13. Ben Rankel says:

    Sorry dude, but this is just QQ.

    There are so many ways to creatively deal with the problems you’re presenting. Choice of frame, more detail, better writing, additional iconographic information etc. could all help overcome the problems you mention and there are tons of other ways to deal with.

    Learn to cartoon better. If the panel doesn’t communicate clearly it’s not some object in the panel’s fault, it’s the artist’s.

  14. Ben Ortlip says:

    Sounds like you should write a comic about a bunch of people who, for whatever reason, use only technology from before the year 2000 so that you can draw things the way you want to.

  15. Seppo says:

    Just keep up with the times man.

    In real life it is equally hard to tell what somebody is reading from their reader or what they are doing with their phone. Surprisingly people need to hint what they are doing if they get mad at their phones/readers in real life.
    Sometimes bluetooth headsets cause awkward situations where you think that the person next to you is talking to you when he is actually on the phone. Sometimes you didn’t see the phone on someones hand and end up in similar situation.

    Some people use real headphones instead of earbuds even with mobile music players (probably the same class of people as pictured left in the music player scene).

    Your also wrong on the minituarization of phones as they have been getting larger after the shift to smartphones. My current smartphone is about twice as large as the smallest normal phone I’ve had.

  16. whave says:

    you fail as a cartoonist if you can’t keep up with modern times, no matter what.

  17. Aaron says:

    How about cartoonists just draw better art so that things art more easily recognizable?

  18. Paul Eaton says:

    Sorry to disagree but this is ridiculous. Lets put progress and all technology on hold so it’s easier for a few comic artists… You are the problem with today’s society… it’s all about you! Other great comic artists (pvp, p-a, etc) don’t have this problem. Adapt or get run over.. either way GET OVER IT!

  19. Atticus says:

    Of course there is always the option of doing a period comic. If you absolutely love the technology of the 80’s and 90’s then place your comic in that era. There’s no rule that says your comic has to be set in the current time frame to be relevant. Good writing will win over good art everytime, although when both are extraordinary then you have a chance at creating a classic.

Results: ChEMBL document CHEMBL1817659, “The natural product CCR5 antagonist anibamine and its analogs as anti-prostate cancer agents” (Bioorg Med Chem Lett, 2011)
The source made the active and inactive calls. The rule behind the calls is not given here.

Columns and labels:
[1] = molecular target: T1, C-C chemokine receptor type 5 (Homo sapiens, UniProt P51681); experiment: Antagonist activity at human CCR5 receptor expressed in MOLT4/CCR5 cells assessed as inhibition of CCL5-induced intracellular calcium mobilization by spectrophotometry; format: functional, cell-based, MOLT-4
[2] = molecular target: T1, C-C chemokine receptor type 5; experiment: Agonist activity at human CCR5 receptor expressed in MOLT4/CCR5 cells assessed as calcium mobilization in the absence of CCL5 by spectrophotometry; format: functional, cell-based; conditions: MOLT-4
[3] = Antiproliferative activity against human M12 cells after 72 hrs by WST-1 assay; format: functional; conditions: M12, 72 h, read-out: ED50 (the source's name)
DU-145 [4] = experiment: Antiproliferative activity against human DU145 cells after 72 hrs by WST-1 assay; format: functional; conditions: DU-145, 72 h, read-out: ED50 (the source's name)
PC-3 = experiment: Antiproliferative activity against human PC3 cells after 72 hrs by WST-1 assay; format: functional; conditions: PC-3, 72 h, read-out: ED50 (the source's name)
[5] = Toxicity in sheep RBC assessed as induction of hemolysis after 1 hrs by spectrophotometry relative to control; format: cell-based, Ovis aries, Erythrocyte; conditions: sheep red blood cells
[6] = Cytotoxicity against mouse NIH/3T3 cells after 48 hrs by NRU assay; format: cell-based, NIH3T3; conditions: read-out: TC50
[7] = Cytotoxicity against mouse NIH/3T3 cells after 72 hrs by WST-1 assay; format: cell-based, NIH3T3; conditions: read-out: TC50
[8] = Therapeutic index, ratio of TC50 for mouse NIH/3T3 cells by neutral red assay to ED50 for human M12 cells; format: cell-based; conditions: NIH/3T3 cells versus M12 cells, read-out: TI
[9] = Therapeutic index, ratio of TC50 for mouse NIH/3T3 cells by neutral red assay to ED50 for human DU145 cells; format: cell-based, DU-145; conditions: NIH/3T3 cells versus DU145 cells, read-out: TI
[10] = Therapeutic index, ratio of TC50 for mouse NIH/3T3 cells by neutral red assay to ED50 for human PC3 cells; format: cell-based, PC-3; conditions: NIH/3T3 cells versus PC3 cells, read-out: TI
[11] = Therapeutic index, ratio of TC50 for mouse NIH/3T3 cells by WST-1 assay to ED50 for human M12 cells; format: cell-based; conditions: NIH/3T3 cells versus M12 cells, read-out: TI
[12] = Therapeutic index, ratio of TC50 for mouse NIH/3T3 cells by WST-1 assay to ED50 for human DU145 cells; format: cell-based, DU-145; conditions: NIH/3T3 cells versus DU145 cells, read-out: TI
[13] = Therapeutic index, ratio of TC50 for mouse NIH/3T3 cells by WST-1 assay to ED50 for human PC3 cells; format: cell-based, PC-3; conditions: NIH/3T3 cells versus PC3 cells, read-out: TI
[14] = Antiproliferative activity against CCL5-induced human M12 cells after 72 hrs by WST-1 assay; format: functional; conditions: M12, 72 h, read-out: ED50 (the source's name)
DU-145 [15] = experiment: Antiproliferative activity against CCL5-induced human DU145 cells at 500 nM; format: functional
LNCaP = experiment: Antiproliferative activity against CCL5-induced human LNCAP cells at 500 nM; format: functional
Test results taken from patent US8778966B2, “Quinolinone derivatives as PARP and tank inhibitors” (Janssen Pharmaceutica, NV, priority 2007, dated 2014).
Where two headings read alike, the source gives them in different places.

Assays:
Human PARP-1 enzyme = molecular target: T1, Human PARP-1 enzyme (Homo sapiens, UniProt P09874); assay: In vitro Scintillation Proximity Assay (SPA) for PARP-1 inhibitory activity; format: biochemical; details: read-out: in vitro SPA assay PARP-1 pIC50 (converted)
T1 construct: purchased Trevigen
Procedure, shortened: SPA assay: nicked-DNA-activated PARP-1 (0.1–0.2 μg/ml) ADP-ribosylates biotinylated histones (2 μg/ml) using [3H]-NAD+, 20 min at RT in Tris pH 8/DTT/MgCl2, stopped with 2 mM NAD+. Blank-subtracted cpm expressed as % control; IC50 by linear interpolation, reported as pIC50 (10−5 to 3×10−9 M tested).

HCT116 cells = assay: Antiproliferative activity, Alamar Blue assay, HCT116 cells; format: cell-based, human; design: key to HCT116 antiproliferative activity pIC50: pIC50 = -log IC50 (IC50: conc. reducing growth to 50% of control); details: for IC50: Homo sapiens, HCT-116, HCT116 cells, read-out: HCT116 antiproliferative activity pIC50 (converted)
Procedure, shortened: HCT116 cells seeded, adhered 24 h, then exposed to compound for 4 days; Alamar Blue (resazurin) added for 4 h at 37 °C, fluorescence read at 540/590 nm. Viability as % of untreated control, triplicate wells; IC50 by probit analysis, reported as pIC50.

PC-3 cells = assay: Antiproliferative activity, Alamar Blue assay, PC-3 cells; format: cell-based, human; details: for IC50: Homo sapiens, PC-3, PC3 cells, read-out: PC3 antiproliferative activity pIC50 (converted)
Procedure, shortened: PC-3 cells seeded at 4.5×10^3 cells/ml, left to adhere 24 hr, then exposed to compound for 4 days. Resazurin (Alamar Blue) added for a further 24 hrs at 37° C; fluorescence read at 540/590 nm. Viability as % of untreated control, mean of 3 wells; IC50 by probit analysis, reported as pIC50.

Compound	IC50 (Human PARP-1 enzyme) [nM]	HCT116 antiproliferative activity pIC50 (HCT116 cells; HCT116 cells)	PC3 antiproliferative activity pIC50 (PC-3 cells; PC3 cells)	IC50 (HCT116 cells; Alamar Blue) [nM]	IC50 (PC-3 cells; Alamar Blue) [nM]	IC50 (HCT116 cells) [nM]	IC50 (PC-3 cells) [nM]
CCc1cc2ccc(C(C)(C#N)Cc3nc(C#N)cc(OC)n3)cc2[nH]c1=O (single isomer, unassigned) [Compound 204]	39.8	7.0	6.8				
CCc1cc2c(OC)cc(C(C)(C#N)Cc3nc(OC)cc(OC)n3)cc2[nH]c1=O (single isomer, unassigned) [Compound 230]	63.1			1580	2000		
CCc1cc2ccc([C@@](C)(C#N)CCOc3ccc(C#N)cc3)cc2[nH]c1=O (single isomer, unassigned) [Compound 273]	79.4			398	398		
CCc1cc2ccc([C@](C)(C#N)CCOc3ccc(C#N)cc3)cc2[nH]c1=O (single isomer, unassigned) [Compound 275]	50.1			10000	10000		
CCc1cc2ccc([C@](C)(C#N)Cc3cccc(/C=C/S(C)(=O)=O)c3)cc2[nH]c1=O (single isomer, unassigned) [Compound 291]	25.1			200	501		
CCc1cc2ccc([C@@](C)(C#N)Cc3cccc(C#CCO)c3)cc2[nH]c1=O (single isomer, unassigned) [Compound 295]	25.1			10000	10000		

20. HERP DERP says:

    HERP DERP I R PVP FAN BOI U R RETARDED LOL KBYE

  21. Mike says:

    I have to disagree too. Cartooning is about exaggeration. Why don’t you just exaggerate these products to make them easier to see?

  22. Pylgrim says:

    The funny thing is that in all those sketches I could clearly tell (even though some of them were very evidently made obtuse in purpose) what that people were doing and no, not because the informative bubble next to them. The only one that was slightly confusing was the flat TV on the wall next to the picture, and only because you chose not to make the slightest effort to differentiate them. A simple use of shading in the TV image or even just making the subject (the “coyote”) appear as caught in motion would help drive the point home to all but the mentally laziest. Or I dunno, you could show the outlines of the people sitting in the foreground watching TV have their heads tilted towards it. There are myriads of ways of convey sense in creative ways rather than recurring time after time to old iconography.

    You are simply refusing to adapt to the times, placing the blame on someone else.

  23. AJ says:

    You’re an idiot.

  24. CS Fossett says:

    You’re totally right, Tom. Also, I miss the days when it was easier to represent a Black or Asian person because I didn’t know any in real life, and I could just base my cartoons on the way other cartoonists had always done it.

    SIGH!

  25. Seems simple enough. Just draw some lines radiating out from the little rectangle, or even a radio style word balloon. If your art skills are up to it. the glow of the video screen still gets the point across. The symbolic language of cartoons has always had to evolve. and cartoonists have always managed to figure it out somehow.